March 15, 2012: Judea Pearl Wins ACM A.M. Turing Award for Contributions to AI
Thursday, March 15, 2012
ACM has named Judea Pearl of the University of California, Los Angeles the winner of the 2011 ACM A.M. Turing Award for innovations that enabled remarkable advances in the partnership between humans and machines that is the foundation of Artificial Intelligence (AI). Pearl pioneered developments in probabilistic and causal reasoning and their application to a broad range of problems and challenges. He created a computational foundation for processing information under uncertainty, a core problem faced by intelligent systems. He also developed graphical methods and symbolic calculus that enable machines to reason about actions and observations, and to assess cause-effect relationships from empirical findings. His work serves as the standard method for handling uncertainty in computer systems, with applications ranging from medical diagnosis, homeland security and genetic counseling to natural language understanding and mapping gene expression data. His influence extends beyond artificial intelligence and even computer science, to human reasoning and the philosophy of science.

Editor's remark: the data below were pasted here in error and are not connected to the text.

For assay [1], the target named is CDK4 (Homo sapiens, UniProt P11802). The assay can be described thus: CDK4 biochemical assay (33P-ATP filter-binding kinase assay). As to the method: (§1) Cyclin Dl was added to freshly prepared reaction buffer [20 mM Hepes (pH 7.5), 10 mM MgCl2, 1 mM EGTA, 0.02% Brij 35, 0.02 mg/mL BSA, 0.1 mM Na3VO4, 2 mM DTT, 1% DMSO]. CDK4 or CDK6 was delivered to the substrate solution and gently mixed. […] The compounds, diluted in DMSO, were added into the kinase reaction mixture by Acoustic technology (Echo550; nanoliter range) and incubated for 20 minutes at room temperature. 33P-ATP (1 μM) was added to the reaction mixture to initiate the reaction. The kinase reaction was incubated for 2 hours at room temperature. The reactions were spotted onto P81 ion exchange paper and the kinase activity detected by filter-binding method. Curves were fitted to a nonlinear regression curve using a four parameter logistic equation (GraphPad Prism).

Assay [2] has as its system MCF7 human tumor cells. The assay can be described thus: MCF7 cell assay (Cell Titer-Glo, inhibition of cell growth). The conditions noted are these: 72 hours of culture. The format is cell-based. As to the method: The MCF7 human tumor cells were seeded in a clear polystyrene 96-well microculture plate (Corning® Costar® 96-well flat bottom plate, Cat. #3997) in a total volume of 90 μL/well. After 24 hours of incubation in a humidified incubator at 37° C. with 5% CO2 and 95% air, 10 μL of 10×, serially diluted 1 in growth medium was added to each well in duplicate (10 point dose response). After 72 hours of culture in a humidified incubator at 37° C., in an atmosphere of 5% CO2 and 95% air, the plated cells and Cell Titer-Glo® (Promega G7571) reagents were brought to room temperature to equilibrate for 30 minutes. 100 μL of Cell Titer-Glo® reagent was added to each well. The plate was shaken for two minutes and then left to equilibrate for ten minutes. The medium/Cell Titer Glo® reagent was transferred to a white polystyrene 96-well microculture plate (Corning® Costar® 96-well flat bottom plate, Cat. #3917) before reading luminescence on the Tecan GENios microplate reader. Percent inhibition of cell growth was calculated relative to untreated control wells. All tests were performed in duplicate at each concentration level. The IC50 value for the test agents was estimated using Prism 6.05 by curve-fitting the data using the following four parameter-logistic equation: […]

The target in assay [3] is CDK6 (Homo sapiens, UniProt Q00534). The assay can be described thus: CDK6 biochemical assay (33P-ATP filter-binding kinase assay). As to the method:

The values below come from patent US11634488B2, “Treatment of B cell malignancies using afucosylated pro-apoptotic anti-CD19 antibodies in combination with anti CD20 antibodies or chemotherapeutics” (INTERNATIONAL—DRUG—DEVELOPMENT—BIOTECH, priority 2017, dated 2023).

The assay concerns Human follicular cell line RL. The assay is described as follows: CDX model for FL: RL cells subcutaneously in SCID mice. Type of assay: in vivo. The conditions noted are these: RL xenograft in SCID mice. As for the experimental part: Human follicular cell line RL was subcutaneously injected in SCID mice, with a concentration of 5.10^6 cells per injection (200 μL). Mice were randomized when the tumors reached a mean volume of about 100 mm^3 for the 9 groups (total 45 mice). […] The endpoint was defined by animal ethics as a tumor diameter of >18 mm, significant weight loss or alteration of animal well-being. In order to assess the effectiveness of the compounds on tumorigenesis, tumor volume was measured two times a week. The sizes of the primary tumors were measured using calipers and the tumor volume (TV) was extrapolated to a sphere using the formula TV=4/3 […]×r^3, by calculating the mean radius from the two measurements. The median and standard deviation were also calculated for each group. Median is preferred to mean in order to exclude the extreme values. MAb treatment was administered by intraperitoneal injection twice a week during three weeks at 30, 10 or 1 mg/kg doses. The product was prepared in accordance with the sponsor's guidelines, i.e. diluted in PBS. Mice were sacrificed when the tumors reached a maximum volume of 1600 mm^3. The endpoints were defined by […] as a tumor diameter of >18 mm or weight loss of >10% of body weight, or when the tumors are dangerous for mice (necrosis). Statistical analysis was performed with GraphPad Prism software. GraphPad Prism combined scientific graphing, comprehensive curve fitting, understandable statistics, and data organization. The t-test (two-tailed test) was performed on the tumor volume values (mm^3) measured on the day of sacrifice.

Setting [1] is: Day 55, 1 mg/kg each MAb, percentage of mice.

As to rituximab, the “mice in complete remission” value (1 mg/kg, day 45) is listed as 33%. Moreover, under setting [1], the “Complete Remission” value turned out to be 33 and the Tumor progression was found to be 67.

The ACM A.M. Turing Award, widely considered the "Nobel Prize in Computing," carries a $250,000 prize, with financial support provided by Intel Corporation and Google Inc. It is named for the British mathematician Alan M. Turing, whose 100th anniversary will be celebrated at the ACM 2012 Turing Centenary Celebration on June 15-16, immediately preceding the ACM Awards Banquet in San Francisco, CA.
Read more in the ACM press release.